Monarch’s Behavioral Health Urgent Care Completes Inaugural Year in Wake County

Behavioral Health Urgent Care Therapist provides a tour of the new facility.

BHUC’s Douglas Cox, M.A., LPCS, LCAS-A, behavioral health therapist, explains services during the open house held in March 2019.

Monarch’s Behavioral Health Urgent Care (BHUC), located in Raleigh, is celebrating the completion of its inaugural year and becoming a vital Wake County resource providing crisis mental health services to individuals in need.

The BHUC offers same-day care with no appointment providing assessment, stabilization and psychiatric intervention for individuals aged four and older experiencing mental health or substance use disorder crises. Practice Administrator Brian Maxey explained that when a person seeks treatment a multidisciplinary team of licensed therapists and medical professionals spends an average of two to three hours assessing, treating and connecting the person with community resources.

Maxey indicated that the BHUC most often treats individuals who fall in a “gray area” somewhere between needing more than a primary care physician can provide but not requiring a visit to the emergency department that may result in a hospital admission: “Within the mental health care system, we are here to help the folks who fall through the safety nets that exist.”

During an individual’s visit, the BHUC medical staff evaluates the reason treatment is sought and what preventative measures, and link to resources, can be established to prevent seeking repeated medical assistance, as well as including family members in the healing process. “We are trying to be the glue that puts the pieces back together,” Maxey said.

Amalie Hofbauer, LCSW, CCS, LCAS-A, who has worked in community-based behavioral health crisis, inpatient psychiatric services and on a crisis stabilization unit, and who is currently a behavioral health therapist at the BHUC, appreciates her role supporting individuals in evaluating needs across the social determinants of health.

“We’re not giving you meds and saying, ‘good luck.’ Our staff will make every effort to ensure each patient who leaves the BHUC not only has the resources they need, but also the ability to access them,” Hofbauer said.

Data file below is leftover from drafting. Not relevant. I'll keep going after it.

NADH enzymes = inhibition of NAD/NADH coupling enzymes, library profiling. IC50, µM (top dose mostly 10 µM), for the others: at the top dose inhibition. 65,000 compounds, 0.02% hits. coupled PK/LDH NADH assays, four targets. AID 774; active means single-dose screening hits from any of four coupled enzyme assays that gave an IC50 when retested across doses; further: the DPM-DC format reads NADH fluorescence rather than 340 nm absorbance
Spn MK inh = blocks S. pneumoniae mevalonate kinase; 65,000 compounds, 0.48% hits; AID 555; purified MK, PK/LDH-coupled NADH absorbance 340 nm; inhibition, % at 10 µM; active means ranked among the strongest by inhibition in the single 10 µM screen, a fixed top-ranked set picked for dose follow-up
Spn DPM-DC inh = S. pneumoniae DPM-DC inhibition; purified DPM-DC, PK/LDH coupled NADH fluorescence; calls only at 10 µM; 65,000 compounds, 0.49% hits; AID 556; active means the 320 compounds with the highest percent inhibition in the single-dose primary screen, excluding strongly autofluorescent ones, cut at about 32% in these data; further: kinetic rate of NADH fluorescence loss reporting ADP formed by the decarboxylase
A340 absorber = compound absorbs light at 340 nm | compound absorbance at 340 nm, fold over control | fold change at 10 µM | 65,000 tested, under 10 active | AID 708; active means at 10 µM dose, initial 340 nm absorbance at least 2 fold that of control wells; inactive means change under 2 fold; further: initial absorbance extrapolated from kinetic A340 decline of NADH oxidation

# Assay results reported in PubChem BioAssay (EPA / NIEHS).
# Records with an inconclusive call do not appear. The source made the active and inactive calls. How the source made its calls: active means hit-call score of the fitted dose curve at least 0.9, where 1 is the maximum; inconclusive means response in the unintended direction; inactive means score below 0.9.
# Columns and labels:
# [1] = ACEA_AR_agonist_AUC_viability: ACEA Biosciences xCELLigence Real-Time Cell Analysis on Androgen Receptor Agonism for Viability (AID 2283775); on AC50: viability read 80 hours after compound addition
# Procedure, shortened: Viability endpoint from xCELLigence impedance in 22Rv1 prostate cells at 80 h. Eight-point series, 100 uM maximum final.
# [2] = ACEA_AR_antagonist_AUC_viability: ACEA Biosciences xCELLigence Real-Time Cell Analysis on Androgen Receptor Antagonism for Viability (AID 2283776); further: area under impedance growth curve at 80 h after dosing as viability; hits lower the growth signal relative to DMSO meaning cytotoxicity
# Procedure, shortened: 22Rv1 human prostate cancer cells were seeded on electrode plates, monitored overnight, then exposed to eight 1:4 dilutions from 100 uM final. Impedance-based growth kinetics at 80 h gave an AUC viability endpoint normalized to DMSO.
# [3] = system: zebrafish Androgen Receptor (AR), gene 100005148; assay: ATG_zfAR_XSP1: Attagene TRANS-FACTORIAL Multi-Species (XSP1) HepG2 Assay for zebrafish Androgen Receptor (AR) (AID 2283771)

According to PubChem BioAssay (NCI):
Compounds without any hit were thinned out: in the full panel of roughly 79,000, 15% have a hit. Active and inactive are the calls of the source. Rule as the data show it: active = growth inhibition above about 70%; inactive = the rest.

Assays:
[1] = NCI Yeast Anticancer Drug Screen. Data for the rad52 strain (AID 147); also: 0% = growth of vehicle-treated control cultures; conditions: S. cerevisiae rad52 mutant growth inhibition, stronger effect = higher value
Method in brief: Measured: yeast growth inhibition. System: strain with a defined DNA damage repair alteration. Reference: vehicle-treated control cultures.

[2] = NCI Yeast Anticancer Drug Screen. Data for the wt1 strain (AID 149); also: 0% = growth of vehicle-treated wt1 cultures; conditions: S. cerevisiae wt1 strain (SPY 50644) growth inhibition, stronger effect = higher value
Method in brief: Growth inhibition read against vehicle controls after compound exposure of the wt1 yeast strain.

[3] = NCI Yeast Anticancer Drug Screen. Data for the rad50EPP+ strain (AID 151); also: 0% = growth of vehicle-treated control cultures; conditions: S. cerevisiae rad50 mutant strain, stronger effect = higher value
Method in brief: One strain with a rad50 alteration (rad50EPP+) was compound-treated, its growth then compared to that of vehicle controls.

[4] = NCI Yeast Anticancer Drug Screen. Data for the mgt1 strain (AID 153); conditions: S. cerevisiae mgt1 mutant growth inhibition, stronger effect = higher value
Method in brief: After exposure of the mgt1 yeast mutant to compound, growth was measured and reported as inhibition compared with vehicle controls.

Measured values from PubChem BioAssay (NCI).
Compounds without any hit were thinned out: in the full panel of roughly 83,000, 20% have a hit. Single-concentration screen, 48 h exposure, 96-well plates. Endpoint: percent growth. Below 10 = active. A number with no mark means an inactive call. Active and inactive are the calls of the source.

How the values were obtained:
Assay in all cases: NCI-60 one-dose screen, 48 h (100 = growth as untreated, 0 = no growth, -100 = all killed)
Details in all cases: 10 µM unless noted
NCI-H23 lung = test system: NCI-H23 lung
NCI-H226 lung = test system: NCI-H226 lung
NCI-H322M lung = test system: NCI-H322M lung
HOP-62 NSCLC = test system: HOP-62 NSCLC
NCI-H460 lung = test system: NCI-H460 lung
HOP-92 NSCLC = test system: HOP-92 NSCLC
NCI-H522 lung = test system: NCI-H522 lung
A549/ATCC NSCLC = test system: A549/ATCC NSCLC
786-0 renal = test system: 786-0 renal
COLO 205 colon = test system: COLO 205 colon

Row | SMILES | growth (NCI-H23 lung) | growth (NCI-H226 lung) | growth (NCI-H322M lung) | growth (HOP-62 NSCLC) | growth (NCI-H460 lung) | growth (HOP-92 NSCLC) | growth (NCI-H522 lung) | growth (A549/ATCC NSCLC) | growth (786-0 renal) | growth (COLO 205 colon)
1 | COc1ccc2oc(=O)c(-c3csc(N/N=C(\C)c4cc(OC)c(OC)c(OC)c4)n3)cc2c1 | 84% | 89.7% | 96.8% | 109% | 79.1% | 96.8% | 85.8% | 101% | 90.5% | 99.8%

To identify and best meet the needs of the communities it serves, the BHUC engages with key partners such as health care agencies and first responders. Crisis and Assessment Services, through the University of North Carolina (UNC) Health Care at WakeBrook, refers individuals in need to the BHUC.

WakeBrook’s Crisis and Assessment Services Clinical Supervisor Helga LeMaster, MSW, LCSW, appreciates being able to access the BHUC as a resource. “Having a local resource that is about seven minutes away is very convenient for us to refer and that has been very helpful,” LeMaster said, adding that her team commends the timely response of the BHUC staff when determining referral options for a person seeking help but whose needs may be more appropriately suited to the BHUC.

“The BHUC becomes a great bridge to prevent hospitalization from happening,” LeMaster observed. “I treasure our partnership and how the BHUC responds quickly when we are working with patients that are already connected to them.”

Monarch Behavioral Health Vice President of Operations Robin Henderson-Wiley, MPA, agrees that the BHUC is having an impact on the mission to divert individuals in need of immediate mental health assistance away from traditional emergency departments.

Henderson-Wiley pointed out that individuals who visit a traditional hospital emergency department for mental health support may often wait weeks for an appointment. “Would all 1,000 people we supported in the past year have presented to an emergency department? Probably not. However, at least 25 to 30 percent of individuals who walked into the BHUC were diverted from local emergency departments because the service provides the appropriate alternative,” noted Henderson-Wiley.

Hofbauer said she also sees signs that the BHUC has been well received within the community, noting that the Wake County Public School System has indicated their appreciation of mental health services available for youth.

Henderson-Wiley said staff and leadership are looking forward during the second year to strengthening and developing new collaborations with local hospitals, emergency departments and psychiatric hospitals, as well as community providers. In addition, future considerations are to incorporate primary care services as part of the BHUC service offerings.

For more information, visit the BHUC website page or call (919) 703-2845.

Photo caption: Above right, Douglas Cox, M.A., LPCS, LCAS-A, behavioral health therapist, explains services during the BHUC open house held in March 2019.